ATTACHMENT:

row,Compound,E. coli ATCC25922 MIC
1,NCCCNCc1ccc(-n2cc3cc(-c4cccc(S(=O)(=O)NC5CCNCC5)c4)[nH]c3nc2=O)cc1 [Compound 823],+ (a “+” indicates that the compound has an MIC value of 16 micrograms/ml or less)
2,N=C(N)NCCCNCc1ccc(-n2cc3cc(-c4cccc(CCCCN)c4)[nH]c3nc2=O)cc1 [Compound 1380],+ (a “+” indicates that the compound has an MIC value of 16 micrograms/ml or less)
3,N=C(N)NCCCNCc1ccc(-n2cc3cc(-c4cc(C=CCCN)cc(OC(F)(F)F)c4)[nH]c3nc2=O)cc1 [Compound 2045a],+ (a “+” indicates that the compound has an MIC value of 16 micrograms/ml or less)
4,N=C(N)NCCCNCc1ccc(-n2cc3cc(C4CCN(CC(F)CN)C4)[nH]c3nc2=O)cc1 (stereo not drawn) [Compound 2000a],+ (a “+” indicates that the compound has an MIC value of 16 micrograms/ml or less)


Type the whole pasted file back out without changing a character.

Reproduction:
row,Compound,E. coli ATCC25922 MIC
1,NCCCNCc1ccc(-n2cc3cc(-c4cccc(S(=O)(=O)NC5CCNCC5)c4)[nH]c3nc2=O)cc1 [Compound 823],+ (a “+” indicates that the compound has an MIC value of 16 micrograms/ml or less)
2,N=C(N)NCCCNCc1ccc(-n2cc3cc(-c4cccc(CCCCN)c4)[nH]c3nc2=O)cc1 [Compound 1380],+ (a “+” indicates that the compound has an MIC value of 16 micrograms/ml or less)
3,N=C(N)NCCCNCc1ccc(-n2cc3cc(-c4cc(C=CCCN)cc(OC(F)(F)F)c4)[nH]c3nc2=O)cc1 [Compound 2045a],+ (a “+” indicates that the compound has an MIC value of 16 micrograms/ml or less)
4,N=C(N)NCCCNCc1ccc(-n2cc3cc(C4CCN(CC(F)CN)C4)[nH]c3nc2=O)cc1 (stereo not drawn) [Compound 2000a],+ (a “+” indicates that the compound has an MIC value of 16 micrograms/ml or less)